The Senate and House have passed revisions to the Georgia TV and film tax incentives program that will keep it alive but provide more safeguards to better ensure the state is getting proper promotional value from production companies. Gov. Nathan Deal is expected to sign the bill.
The bill keeps a 20 percent tax credit for qualified production companies that spend at least $500,000 here in a given year. It also provides a bonus 10 percent tax credit on top of that if the film, TV show, music video or video game includes a special peach logo to promote Georgia tourism.
Georgia provides among the most generous incentives available worldwide. There are no caps to how much an individual film production company can accrue in tax credits. (Gaming companies with annual revenues of $100 million qualify for up to $25 million.)
The original version of the bill passed in 2008, generating a cavalcade of films and TV shows coming to the state, siphoning business from rivals such as New York, Louisiana and Vancouver, as well as Hollywood.
“It shows there’s good support across the board in the House and Senate in maintaining the incentive,” said Craig Miller, a board member of the Georgia Production Partnership, which promotes film-making in Georgia and owner of Craig Miller Productions. “The changes are reasonable for everyone involved.”
He hopes that as a result of this bill, the state will leave the film and TV business alone to grow for at least a couple of years and not create any temptation for production companies to go elsewhere.
For the calendar year ending June 30, 2011, Georgia handed out about $200 million in tax credits for $689.3 million in qualified production dollars. The Georgia Film, Music & Digital Entertainment Office estimates this has generated more than $2 billion in overall economic activity.
Some lawmakers questioned the efficacy of the promotional logo because most films tended to place it at the very end of the credits. The bill requires the promo logo “in the end credits before the below-the-line crew crawl” and “includes a link to Georgia on the project’s web page.”
In many cases, this is not possible so a production company can provide “alternative marketing opportunities to be evaluated by the Georgia Department of Economic Development to ensure that they offer equal or greater promotional value to the State of Georgia.” The Department of Economic Development will compile an annual report detailing the various marketing opportunities for “the House Committee on Ways and Means, the Senate Finance Committee, the Senate Economic Development Committee, the House Committee on Economic Development and Tourism, and the Governor.”
Actors who come in from out of state and work on a film or movie will also now be required to pay withholding taxes in Georgia rather than their home state. This change will benefit Georgia but not cause any major issues with the film production companies.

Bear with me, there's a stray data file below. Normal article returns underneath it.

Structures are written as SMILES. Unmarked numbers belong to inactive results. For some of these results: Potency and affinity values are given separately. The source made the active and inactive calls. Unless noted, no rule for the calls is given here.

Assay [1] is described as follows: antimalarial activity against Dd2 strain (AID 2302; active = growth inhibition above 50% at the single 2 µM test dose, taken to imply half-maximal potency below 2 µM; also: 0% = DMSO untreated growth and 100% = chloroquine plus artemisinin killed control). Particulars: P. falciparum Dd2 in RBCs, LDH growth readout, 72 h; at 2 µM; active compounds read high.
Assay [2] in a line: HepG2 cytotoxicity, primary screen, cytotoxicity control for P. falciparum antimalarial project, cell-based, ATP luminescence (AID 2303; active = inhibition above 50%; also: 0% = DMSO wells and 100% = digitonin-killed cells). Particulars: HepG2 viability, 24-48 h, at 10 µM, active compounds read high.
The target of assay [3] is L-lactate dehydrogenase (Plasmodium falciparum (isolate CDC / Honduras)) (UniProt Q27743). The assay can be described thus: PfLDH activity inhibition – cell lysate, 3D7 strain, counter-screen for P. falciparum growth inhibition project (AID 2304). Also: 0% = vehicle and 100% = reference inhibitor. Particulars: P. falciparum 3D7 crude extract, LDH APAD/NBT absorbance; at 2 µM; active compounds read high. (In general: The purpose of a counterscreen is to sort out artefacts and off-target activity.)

A sweeping tax bill that aims to help manufacturers in the state of Georgia also includes a provision which deletes the sales tax exemption for qualified production companies who, say, purchase lumber from Home Depot for sets or wardrobe from Target for extras. In a previous conversation, Ric Reitz, a local actor who helped create the 2008 bill, estimated that this would cost production companies about 1 to 1.5 percent of their budget but since this isn’t a common provision in other locales, its omission wouldn’t cause a mass exodus of filming in Georgia.
Adrian McDonald, who works at the Los Angeles film permitting office (FilmLA) tracking film production worldwide, said in general, states on tight budgets have been scaling back tax credits for film and TV production, benefiting Georgia. Among those who have cut back since 2010: Michigan, Arizona and the Canadian province of Saskatchewan.
While the $200 million Georgia gives to the production companies is money that could have been spent elsewhere, that diffuse loss means no distinct special interest groups will yell foul.
Hollywood films and TV shows are sexy and many of the productions (and actors) are very public. Clint Eastwood pops up at Cafe 290. John Travolta shops at Phipps Plaza. Every day, there are at least a half dozen sites around metro Atlanta packed with trailers and signs to direct extras to specific parking. “It makes it look like lawmakers are doing something,” McDonald said. “It’s exciting.”
The Motion Picture Association of America, which represents the largest film companies such as Paramount and Walt Disney, declined to comment, awaiting until the bill is signed by the governor.
The full text of the bill can be found here.
By Rodney Ho, Radio & TV Talk